Modifiable and non-modifiable factors associated with employment outcomes following spinal cord injury: A systematic review

J Spinal Cord Med. 2015 Jul;38(4):422-31. doi: 10.1179/2045772315Y.0000000031. Epub 2015 May 20.


Context: Employment rates in individuals with spinal cord injury (SCI) are approximately 35%, which is considerably lower than that of the general population. In order to improve employment outcomes a clear understanding of what factors influence employment outcomes is needed.

Objective: To systematically review factors that are consistently and independently associated with employment outcomes in individuals with SCI, and to understand the magnitude of their influence.

Methods: Through an electronic search of MEDLINE/PubMed, EMBASE, CINAHL, PsycINFO, Social Science Abstracts and Social Work databases, we identified studies published between 1952-2014 that investigated factors associated with employment outcomes following SCI. Exclusion criteria included: (1) reviews (2) studies not published in English (3) studies not controlling for potential confounders through a regression analysis, or (4) studies not providing an effect measure in the form of OR, RR, or HR. Data were categorized based on the International Classification of Functioning, Disability and Health framework, with each domain sub-categorized by modifiability. First author, year of publication, sample size, explanatory and outcome variables, and effect measures were extracted.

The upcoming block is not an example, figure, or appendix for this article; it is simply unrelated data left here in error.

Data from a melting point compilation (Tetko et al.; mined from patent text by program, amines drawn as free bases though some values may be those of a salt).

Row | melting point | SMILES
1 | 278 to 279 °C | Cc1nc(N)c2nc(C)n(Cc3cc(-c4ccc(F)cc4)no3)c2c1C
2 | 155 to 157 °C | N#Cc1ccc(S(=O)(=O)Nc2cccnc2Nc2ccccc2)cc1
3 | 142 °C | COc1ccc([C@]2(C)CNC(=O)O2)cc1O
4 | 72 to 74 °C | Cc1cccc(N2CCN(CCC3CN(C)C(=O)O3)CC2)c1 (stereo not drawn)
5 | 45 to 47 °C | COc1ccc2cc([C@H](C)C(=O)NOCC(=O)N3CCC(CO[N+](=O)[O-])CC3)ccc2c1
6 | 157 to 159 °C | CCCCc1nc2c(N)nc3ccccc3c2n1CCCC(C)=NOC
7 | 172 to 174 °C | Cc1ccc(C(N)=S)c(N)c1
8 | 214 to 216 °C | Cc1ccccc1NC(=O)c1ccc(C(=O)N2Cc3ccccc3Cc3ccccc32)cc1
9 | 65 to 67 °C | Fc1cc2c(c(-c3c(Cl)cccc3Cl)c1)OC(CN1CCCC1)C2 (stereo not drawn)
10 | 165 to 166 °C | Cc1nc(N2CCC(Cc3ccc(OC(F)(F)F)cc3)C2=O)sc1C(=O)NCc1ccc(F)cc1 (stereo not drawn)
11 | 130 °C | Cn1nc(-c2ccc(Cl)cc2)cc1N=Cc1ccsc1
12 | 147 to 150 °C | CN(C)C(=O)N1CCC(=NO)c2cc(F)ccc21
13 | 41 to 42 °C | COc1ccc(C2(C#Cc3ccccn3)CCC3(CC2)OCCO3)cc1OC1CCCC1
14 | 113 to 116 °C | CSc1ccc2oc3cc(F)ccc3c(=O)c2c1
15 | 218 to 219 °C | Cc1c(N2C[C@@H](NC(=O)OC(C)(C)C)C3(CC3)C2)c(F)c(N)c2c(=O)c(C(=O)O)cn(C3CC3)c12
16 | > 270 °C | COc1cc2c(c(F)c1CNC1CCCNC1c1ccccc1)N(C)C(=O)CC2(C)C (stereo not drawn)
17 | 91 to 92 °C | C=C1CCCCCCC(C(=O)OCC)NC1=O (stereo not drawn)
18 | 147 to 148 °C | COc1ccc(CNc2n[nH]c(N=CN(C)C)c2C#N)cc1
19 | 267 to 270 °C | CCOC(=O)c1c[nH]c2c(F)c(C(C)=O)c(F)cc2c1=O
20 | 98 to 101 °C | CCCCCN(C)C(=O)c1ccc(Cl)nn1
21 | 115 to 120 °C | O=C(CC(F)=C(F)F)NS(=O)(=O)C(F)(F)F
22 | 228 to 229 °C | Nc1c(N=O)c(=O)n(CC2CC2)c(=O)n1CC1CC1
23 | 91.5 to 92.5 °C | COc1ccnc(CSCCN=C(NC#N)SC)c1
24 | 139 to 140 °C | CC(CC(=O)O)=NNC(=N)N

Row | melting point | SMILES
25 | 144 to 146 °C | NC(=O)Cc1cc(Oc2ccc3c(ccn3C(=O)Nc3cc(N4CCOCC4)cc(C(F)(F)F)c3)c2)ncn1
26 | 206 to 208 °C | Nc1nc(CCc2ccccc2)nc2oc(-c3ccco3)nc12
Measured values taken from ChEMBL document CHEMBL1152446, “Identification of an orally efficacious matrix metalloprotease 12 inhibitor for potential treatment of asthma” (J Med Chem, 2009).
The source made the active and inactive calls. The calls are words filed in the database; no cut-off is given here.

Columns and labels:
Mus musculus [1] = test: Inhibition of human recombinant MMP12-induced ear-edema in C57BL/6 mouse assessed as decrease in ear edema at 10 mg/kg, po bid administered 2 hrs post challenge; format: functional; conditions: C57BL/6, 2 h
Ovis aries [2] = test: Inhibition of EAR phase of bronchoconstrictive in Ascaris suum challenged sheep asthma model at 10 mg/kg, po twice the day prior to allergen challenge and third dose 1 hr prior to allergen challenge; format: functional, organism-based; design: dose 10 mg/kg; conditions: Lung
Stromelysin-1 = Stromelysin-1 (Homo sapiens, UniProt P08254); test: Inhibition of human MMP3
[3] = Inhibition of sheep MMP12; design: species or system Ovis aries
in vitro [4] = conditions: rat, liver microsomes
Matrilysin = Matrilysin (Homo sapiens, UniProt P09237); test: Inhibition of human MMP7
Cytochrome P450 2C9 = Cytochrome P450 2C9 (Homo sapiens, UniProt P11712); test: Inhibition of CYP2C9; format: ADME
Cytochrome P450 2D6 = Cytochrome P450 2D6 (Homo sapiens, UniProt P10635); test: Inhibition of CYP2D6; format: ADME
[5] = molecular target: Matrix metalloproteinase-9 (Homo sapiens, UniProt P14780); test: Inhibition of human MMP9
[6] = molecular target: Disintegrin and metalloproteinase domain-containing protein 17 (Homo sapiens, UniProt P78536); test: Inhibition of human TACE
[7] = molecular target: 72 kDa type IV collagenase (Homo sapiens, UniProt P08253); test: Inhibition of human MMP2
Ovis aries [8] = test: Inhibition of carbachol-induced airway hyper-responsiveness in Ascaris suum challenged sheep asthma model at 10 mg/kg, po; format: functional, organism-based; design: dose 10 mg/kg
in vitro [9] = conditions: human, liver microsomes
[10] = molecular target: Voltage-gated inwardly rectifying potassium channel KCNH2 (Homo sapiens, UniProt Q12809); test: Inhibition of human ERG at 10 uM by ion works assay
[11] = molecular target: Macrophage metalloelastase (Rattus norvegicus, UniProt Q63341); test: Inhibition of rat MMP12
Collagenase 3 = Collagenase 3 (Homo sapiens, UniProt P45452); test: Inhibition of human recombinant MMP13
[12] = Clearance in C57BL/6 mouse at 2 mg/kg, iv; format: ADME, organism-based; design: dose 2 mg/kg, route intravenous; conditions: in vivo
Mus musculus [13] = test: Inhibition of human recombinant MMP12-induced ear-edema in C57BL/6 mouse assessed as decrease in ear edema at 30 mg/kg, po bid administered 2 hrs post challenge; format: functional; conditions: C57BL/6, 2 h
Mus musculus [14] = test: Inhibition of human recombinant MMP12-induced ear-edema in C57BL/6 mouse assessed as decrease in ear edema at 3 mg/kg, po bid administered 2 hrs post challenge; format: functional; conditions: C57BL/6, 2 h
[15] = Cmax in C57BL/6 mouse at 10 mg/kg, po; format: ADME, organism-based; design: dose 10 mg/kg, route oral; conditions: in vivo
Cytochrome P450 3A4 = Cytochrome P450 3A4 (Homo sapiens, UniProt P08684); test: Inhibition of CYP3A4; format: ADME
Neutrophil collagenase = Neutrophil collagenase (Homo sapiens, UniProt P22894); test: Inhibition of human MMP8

Results: Thirty-nine studies met the inclusion criteria. Twenty modifiable and twelve non-modifiable factors have been investigated in the context of employment following SCI. Education, vocational rehabilitation, functional independence, social support, and financial disincentives were modifiable factors that have been consistently and independently associated with employment outcomes.

Conclusion: A number of key modifiable factors have been identified and can inform interventions aimed at improving employment outcomes for individuals with SCI. Future research should focus on determining which factors have the greatest effect on employment outcomes, in addition to developing and evaluating interventions targeted at these factors.

Keywords: Employment; Spinal Cord Injuries; Systematic Review; Work.

Publication types

  • Meta-Analysis
  • Research Support, Non-U.S. Gov't
  • Review
  • Systematic Review

MeSH terms

  • Employment / statistics & numerical data*
  • Humans
  • Spinal Cord Injuries / epidemiology
  • Spinal Cord Injuries / rehabilitation*